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<h3>Webmachine debugging</h3>

<p>
Having trouble with your webmachine resource?  Try debugging it with
the webmachine trace utility!
</p>

<h2>Basic Use</h2>

<p>
To get started, first change your resource's <code>init/1</code>
function to return <code>{trace, Path}</code> instead of
<code>ok</code>.  For example:
</p>

<pre>
init(Config) ->
   {{trace, "/tmp"}, Config}.  %% debugging code
   %%{ok, Config}.             %% regular code
</pre>

<p>
Rebuild and reload the module, then in your webmachine application's
shell, type:
</p>

<pre>
wmtrace_resource:add_dispatch_rule("wmtrace", "/tmp").
</pre>

<p>
Now issue the HTTP request that you're trying to debug.  Once it has
finished, point your browser at <code>http://YOUR_HOST/wmtrace/</code>.
You'll see one or more trace files available for inspection.
Click on one of them to navigate to the trace inspection utility,
which will look something like this:
</p>

<p><img src="images/basic-trace-labeled.png" alt="Basic Trace" title="Basic Trace" /></p>

<p>
The example above is a trace of a resource that responded to a GET of
the root path (as you can see in the <em>Detail Panel</em>), and ran
all the way to a 200 response code (as you can see in the <em>Decision
Graph</em>).
</p>

<p>
The graph starts small, so you can get a quick view of the path your
resource took through it.  You can zoom in and out of the <em>Decision
Graph</em> by using the <em>Zoom Controls</em>.
</p>

<p>
The path your resource took through the graph is highlighted with a
dark grey line.  Hovering your mouse over the outlined decision points
along that line will pop up a tool tip with the name of the decision,
and the names of the functions in your resource that were called at
that point.  Clicking on a decision will flip the <em>Detail
Panel</em> to the <em>Decision Tab</em>, where information about that
decision will be displayed.
</p>
<p>
If your resource traversed the graph all the way to one of the
standard, non-error return codes, the box for that return code will be
outlined.  If your resource instead returned a non-standard or error
code, a red circle will be drawn next to the last decision point your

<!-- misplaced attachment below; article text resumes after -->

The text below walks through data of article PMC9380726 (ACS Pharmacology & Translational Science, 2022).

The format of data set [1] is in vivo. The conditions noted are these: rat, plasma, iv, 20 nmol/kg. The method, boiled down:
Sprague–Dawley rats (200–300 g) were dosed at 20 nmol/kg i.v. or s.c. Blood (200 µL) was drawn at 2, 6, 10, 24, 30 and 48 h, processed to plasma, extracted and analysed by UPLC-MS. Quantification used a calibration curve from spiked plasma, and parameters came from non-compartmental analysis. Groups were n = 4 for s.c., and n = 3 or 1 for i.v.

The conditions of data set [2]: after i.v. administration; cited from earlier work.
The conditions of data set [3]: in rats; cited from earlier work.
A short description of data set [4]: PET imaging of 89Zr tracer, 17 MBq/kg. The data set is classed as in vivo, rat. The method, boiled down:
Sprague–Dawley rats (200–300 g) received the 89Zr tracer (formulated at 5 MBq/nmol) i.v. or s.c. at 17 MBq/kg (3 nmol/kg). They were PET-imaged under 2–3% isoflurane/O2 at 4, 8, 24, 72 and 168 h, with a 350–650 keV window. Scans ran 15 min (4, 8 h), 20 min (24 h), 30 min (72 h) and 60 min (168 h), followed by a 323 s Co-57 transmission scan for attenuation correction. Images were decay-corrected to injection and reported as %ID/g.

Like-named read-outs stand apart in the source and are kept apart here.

resource reached.  Clicking on either of these types of endpoints will
flip the <em>Detail Panel</em> to the <em>Response Tab</em>, where
information about the response will be displayed.
</p>
<p>
The <em>Detail Panel</em> has three tabs: Request (labeled
<em>Q</em>), Response (labeled <em>R</em>), and Decision (labeled
<em>D</em>).  Clicking each of these will show information about the
request, response, or current decision, respectively.
</p>

<p><img src="images/basic-trace-request-tab.png" alt="Detail Panel Request Tab" title="Detail Panel Request Tab" /></p>

<p>
The <em>Request Tab</em> shows details about what the client
requested.  The method and path are displayed at the top, headers
below that, and body (if available) at the bottom.
</p>

<p><img src="images/basic-trace-response-tab.png" alt="Detail Panel Response Tab" title="Detail Panel Response Tab" /></p>

<p>
The <em>Response Tab</em> shows details about how your resource
responded.  The response code is displayed at the top, headers below
that, and body (if available) at the bottom.
</p>

<p><img src="images/basic-trace-decision-tab.png" alt="Detail Panel Decision Tab" title="Detail Panel Decision Tab" /></p>

<p>
The <em>Decision Tab</em> shows details about the currently selected
decision.  The decision's name is displayed in a dropdown at the top
(changing this dropdown or clicking on a decision in the graph will
change which decision is displayed).  The list of the functions called
in the resource's module is displayed in a dropdown below the
decision.  The arguments with which the function was called are
displayed just below the function's name, and the return value of the
function is displayed at the bottom of the panel.
</p>
<p>
The <em>Detail Panel</em> can be resized by clicking and dragging the
tabs or the dark grey border to the left or right.  Clicking the
border will toggle the panel's visibility.